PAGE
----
Carolina Journal News Reports

JLF Expert Crafts Balanced State Budget Plan That Lowers Tax Rates

Coletti finds savings while reducing burdens on individuals, businesses

Feb. 21st, 2011
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RALEIGH As Gov. Beverly Perdue and the new Republican-led General Assembly consider options for closing a state budget hole, a new Spotlight report from the John Locke Foundation's top budget expert shows how they can reach their goal while reducing tax rates.

"This budget proposal saves nearly $3 billion from projected spending, reduces tax rates for individuals and businesses, ends targeted tax breaks for selected companies and industries, and sets North Carolina state government on a fiscally sustainable path," said report author Joseph Coletti, JLF Director of Health and Fiscal Policy Studies.

"State legislators and the governor should transform government, not just look for ways to spend less money doing the same things," Coletti said. "We all want better education, health care, and transportation for all North Carolinians, but isn't there a better, less costly way to accomplish these goals than the approach the state has taken for a generation?" he asked. "Those policies have led to a $2.4 billion spending gap for the coming budget year, with $21.2 billion in potential spending and just $18.8 billion of expected revenue."

To correct the imbalance, Coletti offers a detailed list of budget adjustments at http://tinyurl.com/JLF2012NCBudget. Among the highlights of his proposal are tax rate cuts for individuals and corporations.

"Instead of raising taxes, this budget includes rate reductions to set the stage for future tax changes that actually reform the tax code in a way that does not take more money from North Carolina's families and businesses," he said.

The corporate income tax rate would drop from 6.9 percent to 4.9 percent on Jan. 1, 2012. The rate would drop to 4 percent one year later.

Coletti's plan would lower and simplify individual income tax rates in two stages. "On Jan. 1, 2012, the bottom 6 percent individual rate would expand to those earning up to $50,000, the 7 percent rate would fall to 6.75 percent for those earning up to $100,000, and the 7.75 percent rate would drop to 7.5 percent," he explained. "One year later, the state would scale back to two personal income tax rates: 6 percent for income up to $100,000 and 6.5 percent for higher levels of income."

The budget also spells out detailed spending cuts. The top 10 items alone account for nearly $1.1 billion in savings. "This budget proposal starts with the idea that government plays an essential role in some limited areas," he said. "The focus is on directing scarce resources to those areas where government has a role and where it is effective."

Almost every cut Coletti offers is permanent. In contrast, his spending increases are generally one-time changes. "This marks a reversal from standard practice, when legislators have voted for permanent spending increases and temporary cuts."

Overall, Coletti's plan limits state General Fund spending to $18.4 billion, from $18.7 billion of available funds. "Specific changes are based on principles to make government more transparent and accountable, reward results, merge redundant agencies, and end distortions that reward politically favored groups at the expense of the general welfare."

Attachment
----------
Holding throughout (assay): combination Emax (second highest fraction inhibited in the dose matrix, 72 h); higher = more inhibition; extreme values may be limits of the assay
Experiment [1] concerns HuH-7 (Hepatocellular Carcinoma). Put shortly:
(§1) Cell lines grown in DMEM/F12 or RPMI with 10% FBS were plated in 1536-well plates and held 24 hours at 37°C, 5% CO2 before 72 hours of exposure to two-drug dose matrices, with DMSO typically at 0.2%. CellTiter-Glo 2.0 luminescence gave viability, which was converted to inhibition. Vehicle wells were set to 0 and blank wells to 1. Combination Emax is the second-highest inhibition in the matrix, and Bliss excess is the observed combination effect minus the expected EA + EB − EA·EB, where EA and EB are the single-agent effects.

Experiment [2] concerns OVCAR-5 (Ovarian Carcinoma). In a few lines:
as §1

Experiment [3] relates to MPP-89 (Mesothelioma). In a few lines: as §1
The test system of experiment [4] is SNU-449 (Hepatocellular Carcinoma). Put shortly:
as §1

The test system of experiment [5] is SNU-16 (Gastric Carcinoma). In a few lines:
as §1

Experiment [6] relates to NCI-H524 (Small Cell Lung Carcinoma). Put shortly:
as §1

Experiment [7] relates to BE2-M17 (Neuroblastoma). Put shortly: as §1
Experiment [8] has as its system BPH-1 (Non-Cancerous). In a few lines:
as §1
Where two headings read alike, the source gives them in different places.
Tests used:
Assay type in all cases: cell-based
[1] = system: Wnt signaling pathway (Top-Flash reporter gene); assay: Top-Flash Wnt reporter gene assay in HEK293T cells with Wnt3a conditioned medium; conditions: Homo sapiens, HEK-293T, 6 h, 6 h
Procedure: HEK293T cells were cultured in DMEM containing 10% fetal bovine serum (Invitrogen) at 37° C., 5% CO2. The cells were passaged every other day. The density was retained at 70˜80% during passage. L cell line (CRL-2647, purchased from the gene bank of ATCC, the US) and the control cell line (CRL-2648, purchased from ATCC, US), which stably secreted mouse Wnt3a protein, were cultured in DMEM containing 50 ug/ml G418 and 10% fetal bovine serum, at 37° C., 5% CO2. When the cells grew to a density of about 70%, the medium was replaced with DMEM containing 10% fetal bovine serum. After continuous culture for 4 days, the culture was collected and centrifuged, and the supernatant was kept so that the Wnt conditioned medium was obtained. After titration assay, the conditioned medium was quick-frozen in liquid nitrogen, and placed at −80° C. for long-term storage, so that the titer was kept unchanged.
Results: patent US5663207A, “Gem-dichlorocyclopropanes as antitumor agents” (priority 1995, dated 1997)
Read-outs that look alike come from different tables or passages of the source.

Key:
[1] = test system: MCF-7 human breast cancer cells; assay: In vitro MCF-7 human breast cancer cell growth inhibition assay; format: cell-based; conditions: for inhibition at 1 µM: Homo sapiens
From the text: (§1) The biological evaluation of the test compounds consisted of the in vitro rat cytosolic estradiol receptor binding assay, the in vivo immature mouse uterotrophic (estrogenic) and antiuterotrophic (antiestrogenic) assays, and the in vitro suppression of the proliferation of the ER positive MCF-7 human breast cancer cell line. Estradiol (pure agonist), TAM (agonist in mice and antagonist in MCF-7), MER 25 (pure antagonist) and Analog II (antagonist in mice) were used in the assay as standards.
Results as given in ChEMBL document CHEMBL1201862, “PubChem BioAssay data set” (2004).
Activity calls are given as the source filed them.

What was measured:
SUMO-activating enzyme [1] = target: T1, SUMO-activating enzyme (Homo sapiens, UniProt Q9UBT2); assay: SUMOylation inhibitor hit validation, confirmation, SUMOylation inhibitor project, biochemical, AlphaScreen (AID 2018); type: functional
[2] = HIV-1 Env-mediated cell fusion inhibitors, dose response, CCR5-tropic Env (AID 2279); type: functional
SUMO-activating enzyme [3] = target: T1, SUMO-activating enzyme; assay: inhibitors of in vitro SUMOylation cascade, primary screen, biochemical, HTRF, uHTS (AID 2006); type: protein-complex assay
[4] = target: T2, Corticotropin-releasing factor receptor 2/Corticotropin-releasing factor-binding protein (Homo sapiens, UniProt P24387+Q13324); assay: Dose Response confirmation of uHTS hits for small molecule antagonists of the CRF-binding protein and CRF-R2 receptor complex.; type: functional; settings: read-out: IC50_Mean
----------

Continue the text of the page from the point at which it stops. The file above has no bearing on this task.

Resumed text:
Specific spending proposals target areas such as pre-kindergarten health and education programs, K-12 and higher education, Medicaid, criminal justice, corporate welfare, environment and natural resources, and state employee benefits.

It's time for government leaders to accept the need for cuts, Coletti said. "While private payrolls shrank 9.1 percent between 2007 and 2010 -- those 300,000 jobs are gone -- state and local government payrolls expanded by 4.2 percent," he said. "Stimulus spending mainly allowed government to keep growing. But taxpayers are tapped out. The federal spigot to states is off. Now it is time for governments to downsize."

Coletti compares the current budget picture to the historical record. "Budgeted appropriations in North Carolina grew three times faster than population and inflation from 1978 to 2008," he said. "Using constant 2010 dollars, per capita General Fund appropriations grew from $1,170 to $2,412."

Meanwhile, personal income growth compared to the rest of the country peaked in 1997, Coletti said. By 2009, per capita personal income dipped back to the same level recorded in 1987.

"With this budget proposal, state General Fund spending per capita would be $1,891, basically the same level adjusted for inflation as in 1996 and throughout most of the 1990s," Coletti said. "In other words, this plan returns spending to levels last seen when North Carolina per capita personal income was at its highest compared to the national average."

The governor and legislators should ignore pleas to raise taxes, Coletti said. "North Carolina already has one of the highest tax burdens in the South, higher tax rates than most states, and one of the worst business tax climates in the country," Coletti added. "Advocates for higher taxes recognize this. Instead of admitting it, they argue for 'tax reform' to hide their desire to transfer more money from the private sector to the public sector."

Elected leaders need to target taxpayer dollars toward core government services, Coletti said. "North Carolina, with 9.5 million residents and a $400 billion diversified economy, is too complex for 170 legislators and a few thousand bureaucrats in Raleigh to manage," he said. "It's better to leave more choices in the hands of individuals and businesses who do the work that pays state government's bills."